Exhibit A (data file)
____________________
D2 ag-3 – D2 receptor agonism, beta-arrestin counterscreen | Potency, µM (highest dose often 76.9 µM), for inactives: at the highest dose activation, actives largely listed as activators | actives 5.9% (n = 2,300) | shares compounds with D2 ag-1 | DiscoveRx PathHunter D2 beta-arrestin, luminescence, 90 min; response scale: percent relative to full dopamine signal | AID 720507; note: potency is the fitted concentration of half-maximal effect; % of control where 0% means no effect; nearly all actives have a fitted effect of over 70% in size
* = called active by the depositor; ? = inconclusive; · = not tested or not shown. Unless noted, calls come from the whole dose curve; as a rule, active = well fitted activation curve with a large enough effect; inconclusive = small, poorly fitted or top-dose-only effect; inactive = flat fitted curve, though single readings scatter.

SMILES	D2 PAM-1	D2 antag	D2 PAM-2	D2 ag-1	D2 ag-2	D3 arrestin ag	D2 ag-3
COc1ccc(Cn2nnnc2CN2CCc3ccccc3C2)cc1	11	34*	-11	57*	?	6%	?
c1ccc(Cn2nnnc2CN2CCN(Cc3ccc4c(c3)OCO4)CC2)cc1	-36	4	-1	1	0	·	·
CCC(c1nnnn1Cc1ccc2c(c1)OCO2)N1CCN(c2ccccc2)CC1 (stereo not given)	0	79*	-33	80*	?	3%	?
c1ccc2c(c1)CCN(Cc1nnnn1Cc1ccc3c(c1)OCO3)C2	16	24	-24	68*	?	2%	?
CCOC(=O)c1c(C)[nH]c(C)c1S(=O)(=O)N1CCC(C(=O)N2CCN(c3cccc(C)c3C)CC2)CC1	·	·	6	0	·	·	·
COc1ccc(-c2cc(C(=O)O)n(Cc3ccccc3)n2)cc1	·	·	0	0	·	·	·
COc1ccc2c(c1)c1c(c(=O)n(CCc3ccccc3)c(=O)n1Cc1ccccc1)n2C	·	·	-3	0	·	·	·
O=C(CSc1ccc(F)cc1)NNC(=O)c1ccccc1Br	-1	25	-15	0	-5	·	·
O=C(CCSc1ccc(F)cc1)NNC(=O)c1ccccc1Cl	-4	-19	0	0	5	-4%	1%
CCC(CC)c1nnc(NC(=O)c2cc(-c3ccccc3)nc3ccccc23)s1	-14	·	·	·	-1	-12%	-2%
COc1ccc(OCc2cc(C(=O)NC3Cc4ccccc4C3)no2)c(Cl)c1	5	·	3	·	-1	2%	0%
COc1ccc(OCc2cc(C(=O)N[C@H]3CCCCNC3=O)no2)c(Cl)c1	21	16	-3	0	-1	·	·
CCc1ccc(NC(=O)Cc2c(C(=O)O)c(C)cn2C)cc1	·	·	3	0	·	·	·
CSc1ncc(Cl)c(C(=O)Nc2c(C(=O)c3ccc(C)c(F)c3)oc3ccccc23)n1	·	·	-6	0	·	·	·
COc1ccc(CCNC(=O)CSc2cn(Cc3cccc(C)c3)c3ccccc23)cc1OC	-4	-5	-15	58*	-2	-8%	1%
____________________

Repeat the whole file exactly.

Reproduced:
D2 ag-3 – D2 receptor agonism, beta-arrestin counterscreen | Potency, µM (highest dose often 76.9 µM), for inactives: at the highest dose activation, actives largely listed as activators | actives 5.9% (n = 2,300) | shares compounds with D2 ag-1 | DiscoveRx PathHunter D2 beta-arrestin, luminescence, 90 min; response scale: percent relative to full dopamine signal | AID 720507; note: potency is the fitted concentration of half-maximal effect; % of control where 0% means no effect; nearly all actives have a fitted effect of over 70% in size
* = called active by the depositor; ? = inconclusive; · = not tested or not shown. Unless noted, calls come from the whole dose curve; as a rule, active = well fitted activation curve with a large enough effect; inconclusive = small, poorly fitted or top-dose-only effect; inactive = flat fitted curve, though single readings scatter.

SMILES	D2 PAM-1	D2 antag	D2 PAM-2	D2 ag-1	D2 ag-2	D3 arrestin ag	D2 ag-3
COc1ccc(Cn2nnnc2CN2CCc3ccccc3C2)cc1	11	34*	-11	57*	?	6%	?
c1ccc(Cn2nnnc2CN2CCN(Cc3ccc4c(c3)OCO4)CC2)cc1	-36	4	-1	1	0	·	·
CCC(c1nnnn1Cc1ccc2c(c1)OCO2)N1CCN(c2ccccc2)CC1 (stereo not given)	0	79*	-33	80*	?	3%	?
c1ccc2c(c1)CCN(Cc1nnnn1Cc1ccc3c(c1)OCO3)C2	16	24	-24	68*	?	2%	?
CCOC(=O)c1c(C)[nH]c(C)c1S(=O)(=O)N1CCC(C(=O)N2CCN(c3cccc(C)c3C)CC2)CC1	·	·	6	0	·	·	·
COc1ccc(-c2cc(C(=O)O)n(Cc3ccccc3)n2)cc1	·	·	0	0	·	·	·
COc1ccc2c(c1)c1c(c(=O)n(CCc3ccccc3)c(=O)n1Cc1ccccc1)n2C	·	·	-3	0	·	·	·
O=C(CSc1ccc(F)cc1)NNC(=O)c1ccccc1Br	-1	25	-15	0	-5	·	·
O=C(CCSc1ccc(F)cc1)NNC(=O)c1ccccc1Cl	-4	-19	0	0	5	-4%	1%
CCC(CC)c1nnc(NC(=O)c2cc(-c3ccccc3)nc3ccccc23)s1	-14	·	·	·	-1	-12%	-2%
COc1ccc(OCc2cc(C(=O)NC3Cc4ccccc4C3)no2)c(Cl)c1	5	·	3	·	-1	2%	0%
COc1ccc(OCc2cc(C(=O)N[C@H]3CCCCNC3=O)no2)c(Cl)c1	21	16	-3	0	-1	·	·
CCc1ccc(NC(=O)Cc2c(C(=O)O)c(C)cn2C)cc1	·	·	3	0	·	·	·
CSc1ncc(Cl)c(C(=O)Nc2c(C(=O)c3ccc(C)c(F)c3)oc3ccccc23)n1	·	·	-6	0	·	·	·
COc1ccc(CCNC(=O)CSc2cn(Cc3cccc(C)c3)c3ccccc23)cc1OC	-4	-5	-15	58*	-2	-8%	1%